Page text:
Despite what John White, and Edward Cancienne would have you believe, this is really what Iberville Reform looks like.

And if you don’t believe me, well now there’s a fired reporter to prove it.

If you believe in the Freedom of Press, you will make this go viral. If you value your freedom you must not tolerate this intimidation. Government agencies interfering and punishing the press is a clear cut violation of the First Amendment.

The Free Press Clause protects the freedom to publish. In Lovell v. City of Griffin (1938), Chief Justice Charles Evans Hughes defined “press” as “every sort of publication which affords a vehicle of information and opinion.” This right has been extended to media including newspapers, books, plays, movies, and video games.

A landmark decision for press freedom came in Near v. Minnesota (1931), in which the Supreme Court rejected prior restraint (pre-publication censorship). In this case, the Minnesota legislature passed a statute allowing courts to shut down “malicious, scandalous and defamatory newspapers”, allowing a defense of truth only in cases where the truth had been told “with good motives and for justifiable ends”. In a 5-4 decision, the Court applied the Free Press Clause to the states, rejecting the statute as unconstitutional. Hughes quoted Madison in the majority decision, writing, “The impairment of the fundamental security of life and property by criminal alliances and official neglect emphasizes the primary need of a vigilant and courageous press”.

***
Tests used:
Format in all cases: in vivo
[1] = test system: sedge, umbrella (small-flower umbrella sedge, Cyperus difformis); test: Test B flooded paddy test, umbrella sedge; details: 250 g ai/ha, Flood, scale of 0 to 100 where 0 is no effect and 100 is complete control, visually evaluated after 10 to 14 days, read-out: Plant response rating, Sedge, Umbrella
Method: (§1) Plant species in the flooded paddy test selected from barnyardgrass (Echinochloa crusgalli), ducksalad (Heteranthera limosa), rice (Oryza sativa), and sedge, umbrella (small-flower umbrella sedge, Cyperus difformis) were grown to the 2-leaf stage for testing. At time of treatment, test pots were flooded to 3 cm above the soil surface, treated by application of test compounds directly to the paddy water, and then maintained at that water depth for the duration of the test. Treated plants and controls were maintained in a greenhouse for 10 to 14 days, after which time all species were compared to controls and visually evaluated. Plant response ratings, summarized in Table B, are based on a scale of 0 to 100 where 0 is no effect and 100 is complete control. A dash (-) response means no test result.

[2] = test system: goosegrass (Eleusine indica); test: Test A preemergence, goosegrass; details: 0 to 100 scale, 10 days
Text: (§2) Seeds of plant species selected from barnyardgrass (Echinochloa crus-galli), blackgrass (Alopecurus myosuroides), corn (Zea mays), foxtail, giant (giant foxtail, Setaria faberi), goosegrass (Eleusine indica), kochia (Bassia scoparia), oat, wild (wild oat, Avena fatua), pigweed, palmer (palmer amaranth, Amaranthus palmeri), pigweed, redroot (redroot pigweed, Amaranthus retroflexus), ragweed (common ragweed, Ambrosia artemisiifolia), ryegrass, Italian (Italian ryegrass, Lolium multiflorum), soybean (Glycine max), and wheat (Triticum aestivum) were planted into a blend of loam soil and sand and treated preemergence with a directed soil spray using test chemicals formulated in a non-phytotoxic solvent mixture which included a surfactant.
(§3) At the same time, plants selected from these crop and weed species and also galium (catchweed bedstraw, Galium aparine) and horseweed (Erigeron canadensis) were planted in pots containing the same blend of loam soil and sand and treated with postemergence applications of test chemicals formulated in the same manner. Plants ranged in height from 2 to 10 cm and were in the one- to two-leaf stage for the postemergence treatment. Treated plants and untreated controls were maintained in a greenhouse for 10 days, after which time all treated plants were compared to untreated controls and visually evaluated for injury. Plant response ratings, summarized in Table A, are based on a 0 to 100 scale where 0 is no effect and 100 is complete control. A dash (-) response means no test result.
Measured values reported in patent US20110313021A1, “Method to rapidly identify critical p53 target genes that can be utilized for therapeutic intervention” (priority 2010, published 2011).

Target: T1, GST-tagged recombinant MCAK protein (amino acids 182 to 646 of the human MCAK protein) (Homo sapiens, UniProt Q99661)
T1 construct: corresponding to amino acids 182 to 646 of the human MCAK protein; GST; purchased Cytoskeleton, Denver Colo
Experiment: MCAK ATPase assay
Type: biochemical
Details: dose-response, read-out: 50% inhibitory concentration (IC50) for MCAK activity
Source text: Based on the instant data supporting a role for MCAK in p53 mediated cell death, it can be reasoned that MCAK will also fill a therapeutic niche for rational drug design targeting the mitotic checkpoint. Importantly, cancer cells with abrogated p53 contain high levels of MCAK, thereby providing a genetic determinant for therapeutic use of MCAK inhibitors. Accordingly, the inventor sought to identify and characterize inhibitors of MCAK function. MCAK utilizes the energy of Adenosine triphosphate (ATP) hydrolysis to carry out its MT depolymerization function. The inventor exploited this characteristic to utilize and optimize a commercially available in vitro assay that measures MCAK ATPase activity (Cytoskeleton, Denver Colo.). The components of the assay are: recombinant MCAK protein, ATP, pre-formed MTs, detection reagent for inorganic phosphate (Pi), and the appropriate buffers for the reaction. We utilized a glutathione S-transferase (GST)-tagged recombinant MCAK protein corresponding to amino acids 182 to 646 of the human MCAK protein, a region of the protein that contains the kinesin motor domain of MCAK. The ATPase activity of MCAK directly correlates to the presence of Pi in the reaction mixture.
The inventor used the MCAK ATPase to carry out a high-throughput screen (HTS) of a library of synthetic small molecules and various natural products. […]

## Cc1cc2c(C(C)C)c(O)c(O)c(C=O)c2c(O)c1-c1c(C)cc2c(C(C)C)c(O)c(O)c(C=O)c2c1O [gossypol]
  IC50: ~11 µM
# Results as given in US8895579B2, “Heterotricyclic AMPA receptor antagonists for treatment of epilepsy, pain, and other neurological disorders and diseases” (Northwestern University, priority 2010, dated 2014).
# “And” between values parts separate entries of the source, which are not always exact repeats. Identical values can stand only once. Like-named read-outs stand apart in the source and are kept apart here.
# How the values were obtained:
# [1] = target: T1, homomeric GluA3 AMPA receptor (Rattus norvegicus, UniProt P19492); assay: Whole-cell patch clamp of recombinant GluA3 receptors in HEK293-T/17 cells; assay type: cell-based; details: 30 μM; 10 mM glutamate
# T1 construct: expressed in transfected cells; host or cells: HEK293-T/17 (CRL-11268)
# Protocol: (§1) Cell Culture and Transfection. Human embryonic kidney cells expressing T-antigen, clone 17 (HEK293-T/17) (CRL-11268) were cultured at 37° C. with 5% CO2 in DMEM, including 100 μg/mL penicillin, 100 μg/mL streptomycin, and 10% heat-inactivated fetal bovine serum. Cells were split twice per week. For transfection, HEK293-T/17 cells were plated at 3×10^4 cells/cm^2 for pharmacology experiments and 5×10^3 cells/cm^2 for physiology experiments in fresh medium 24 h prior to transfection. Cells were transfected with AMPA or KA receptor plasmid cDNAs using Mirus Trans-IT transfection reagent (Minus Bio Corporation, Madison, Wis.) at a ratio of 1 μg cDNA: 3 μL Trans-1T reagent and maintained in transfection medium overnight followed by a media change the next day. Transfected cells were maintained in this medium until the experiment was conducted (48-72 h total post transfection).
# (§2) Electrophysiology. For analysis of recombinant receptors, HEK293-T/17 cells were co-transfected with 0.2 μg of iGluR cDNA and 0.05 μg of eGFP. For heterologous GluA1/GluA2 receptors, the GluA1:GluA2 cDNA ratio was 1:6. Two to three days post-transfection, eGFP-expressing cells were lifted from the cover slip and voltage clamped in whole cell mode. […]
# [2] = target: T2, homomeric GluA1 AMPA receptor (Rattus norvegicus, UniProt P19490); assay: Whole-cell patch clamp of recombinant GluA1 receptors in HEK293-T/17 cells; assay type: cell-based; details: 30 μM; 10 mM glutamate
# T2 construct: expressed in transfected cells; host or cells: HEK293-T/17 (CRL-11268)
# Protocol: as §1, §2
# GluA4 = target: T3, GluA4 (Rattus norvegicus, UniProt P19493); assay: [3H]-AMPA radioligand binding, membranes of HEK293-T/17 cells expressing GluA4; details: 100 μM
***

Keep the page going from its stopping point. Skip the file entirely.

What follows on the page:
But just like anything else, our “rights” are illusory if we don’t defend them. If you are someone that feels “criminal alliances” and “official neglect” are the American Way, then feel free to ignore this story, while you can. Just don’t complain when your property is expropriated, your children “disappeared” and no one cares.

#BoycottLPB

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15 thoughts on “Shadow Schools, the many victims of their success, and why US ED is useless

    1. I’ve been get more versions/examples of this pactice coming in since I posted by latest story. There could be hundreds of schools with similiar situations but I would imagine its not confined to Louisiana. Erasing test score answers is just one of many possible ways to cheat, especially when you have a duplicitous departments of education wanting to shows gains, regardless of whether thet are genuine.Once public schools are chopped up and handed off to private individuals and companies, we’ll find out more, because by then we won;t be able to undo the damage or hold anyone accountable.

  1. Cheating in Louisiana! That would be a marvelous subject to investigate. There used to be a team with the LDE that looked into such things. Their leader retired and was never replaced. The money was needed for Pastorek’s first wave of TFAers.

    1. It will never be investigated under a Republican administration, perhaps not ever. Cheating is one of the quickest, cheapest and easiest ways to get ahead and the cheaters are usually long gone once you discover it, replaced by even more cheaters.